Friday 9 December 2016

1,900 officers will lose pay increments over the next 12 months

Anne-Marie Walsh

Published 29/09/2016 | 02:30

A total of 1,900 gardaí are set to lose their pay increments over the next 12 months for
refusing to sign up to the Lansdowne Road Agreement. Stock Image
A total of 1,900 gardaí are set to lose their pay increments over the next 12 months for refusing to sign up to the Lansdowne Road Agreement. Stock Image

A total of 1,900 gardaí are set to lose their pay increments over the next 12 months for refusing to sign up to the Lansdowne Road Agreement.

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Official figures, seen by the Irish Independent, show that almost 700 of these members of the force were recruited in the past three years.

By Christmas this year, about 950 gardaí will have been denied their increments.

Garda sources claimed that the effect on a garda's income during their career of the pay freeze for the term of the Lansdowne Road Agreement ranges from €4,000 to €50,000.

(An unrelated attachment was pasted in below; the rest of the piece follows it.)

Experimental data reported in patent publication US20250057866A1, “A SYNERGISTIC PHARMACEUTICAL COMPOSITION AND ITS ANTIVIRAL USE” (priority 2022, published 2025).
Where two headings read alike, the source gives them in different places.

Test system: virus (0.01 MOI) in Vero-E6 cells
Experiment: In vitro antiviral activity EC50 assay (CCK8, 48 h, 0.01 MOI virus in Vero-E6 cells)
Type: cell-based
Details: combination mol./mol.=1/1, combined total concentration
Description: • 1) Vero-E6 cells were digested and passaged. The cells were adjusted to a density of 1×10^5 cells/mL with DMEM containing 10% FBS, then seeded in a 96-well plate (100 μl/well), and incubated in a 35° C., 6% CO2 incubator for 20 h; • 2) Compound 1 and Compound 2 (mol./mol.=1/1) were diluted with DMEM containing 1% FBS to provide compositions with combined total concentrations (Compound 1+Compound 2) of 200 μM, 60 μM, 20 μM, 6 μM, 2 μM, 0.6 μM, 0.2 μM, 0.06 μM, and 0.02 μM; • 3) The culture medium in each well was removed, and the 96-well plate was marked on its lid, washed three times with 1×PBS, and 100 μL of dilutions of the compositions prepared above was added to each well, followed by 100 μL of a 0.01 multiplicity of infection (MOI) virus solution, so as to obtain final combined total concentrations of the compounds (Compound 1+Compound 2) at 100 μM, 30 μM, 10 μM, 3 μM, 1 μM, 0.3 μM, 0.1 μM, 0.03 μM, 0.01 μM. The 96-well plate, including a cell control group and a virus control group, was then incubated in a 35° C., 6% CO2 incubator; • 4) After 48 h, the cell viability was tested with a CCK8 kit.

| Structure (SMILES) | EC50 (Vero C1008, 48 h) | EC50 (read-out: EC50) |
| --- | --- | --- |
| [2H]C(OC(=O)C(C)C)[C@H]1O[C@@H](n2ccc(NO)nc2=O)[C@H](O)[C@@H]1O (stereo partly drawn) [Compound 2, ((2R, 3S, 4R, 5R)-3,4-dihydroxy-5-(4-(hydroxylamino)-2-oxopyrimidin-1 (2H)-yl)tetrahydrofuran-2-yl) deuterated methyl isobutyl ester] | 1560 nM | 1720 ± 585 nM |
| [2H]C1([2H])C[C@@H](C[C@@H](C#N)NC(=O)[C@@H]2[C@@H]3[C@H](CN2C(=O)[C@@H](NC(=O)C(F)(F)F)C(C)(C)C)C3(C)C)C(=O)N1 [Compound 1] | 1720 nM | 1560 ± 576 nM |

Gardaí have been subject to the pay freeze under emergency legislation since July 1, when the Haddington Road deal ran out.

By early August, 97 trainee gardaí who were due to move from a salary of €23,750 to €25,727 had been hit by the freeze.

A further 519 secondary teachers had been affected by the halt on the payments, which are normally made each year, at the same time.

Gardaí are enduring the pay freeze to further their campaign for restoration of pay cuts taken during the crisis years.

In a letter to members, the general secretary of the Garda Representative Association, Pat Ennis, said its protest plans would be disseminated verbally through its network of representatives and open meetings.

"I ask you to persevere again with the solidarity and unity shown to date which gives us a semblance of power in the industrial-relations landscape," he said.

"If we remain resolute and determined, then together we can, and will, prevail."

Irish Independent

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